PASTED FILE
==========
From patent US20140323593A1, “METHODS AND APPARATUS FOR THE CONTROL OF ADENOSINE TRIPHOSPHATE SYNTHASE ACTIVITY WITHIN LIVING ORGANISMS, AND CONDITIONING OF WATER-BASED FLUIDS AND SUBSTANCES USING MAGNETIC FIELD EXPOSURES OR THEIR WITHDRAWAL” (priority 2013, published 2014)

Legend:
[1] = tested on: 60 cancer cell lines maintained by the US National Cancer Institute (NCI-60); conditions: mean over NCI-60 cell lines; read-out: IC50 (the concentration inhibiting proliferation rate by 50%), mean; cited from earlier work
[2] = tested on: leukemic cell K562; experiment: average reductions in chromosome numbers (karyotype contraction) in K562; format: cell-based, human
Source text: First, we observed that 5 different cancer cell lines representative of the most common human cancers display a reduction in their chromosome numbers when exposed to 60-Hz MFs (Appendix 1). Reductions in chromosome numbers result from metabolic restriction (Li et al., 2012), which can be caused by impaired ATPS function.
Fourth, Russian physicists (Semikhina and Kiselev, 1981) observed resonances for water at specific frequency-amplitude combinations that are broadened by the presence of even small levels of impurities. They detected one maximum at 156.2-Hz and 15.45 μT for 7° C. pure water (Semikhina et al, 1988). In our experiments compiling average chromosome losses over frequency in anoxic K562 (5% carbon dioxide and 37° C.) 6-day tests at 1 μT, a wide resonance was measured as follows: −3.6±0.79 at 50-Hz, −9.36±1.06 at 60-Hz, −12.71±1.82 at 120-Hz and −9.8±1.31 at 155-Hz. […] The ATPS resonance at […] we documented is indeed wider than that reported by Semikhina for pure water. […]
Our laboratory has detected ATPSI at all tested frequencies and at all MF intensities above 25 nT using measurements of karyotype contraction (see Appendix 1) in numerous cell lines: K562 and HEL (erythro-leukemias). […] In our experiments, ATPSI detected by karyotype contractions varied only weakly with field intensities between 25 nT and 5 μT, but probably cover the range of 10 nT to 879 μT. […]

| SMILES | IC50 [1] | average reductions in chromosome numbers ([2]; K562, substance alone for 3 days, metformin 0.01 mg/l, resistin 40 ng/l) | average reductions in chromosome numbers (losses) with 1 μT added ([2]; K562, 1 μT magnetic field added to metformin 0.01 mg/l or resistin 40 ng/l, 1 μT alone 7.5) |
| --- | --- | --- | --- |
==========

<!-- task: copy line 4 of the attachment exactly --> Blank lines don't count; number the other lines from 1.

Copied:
[2] = tested on: leukemic cell K562; experiment: average reductions in chromosome numbers (karyotype contraction) in K562; format: cell-based, human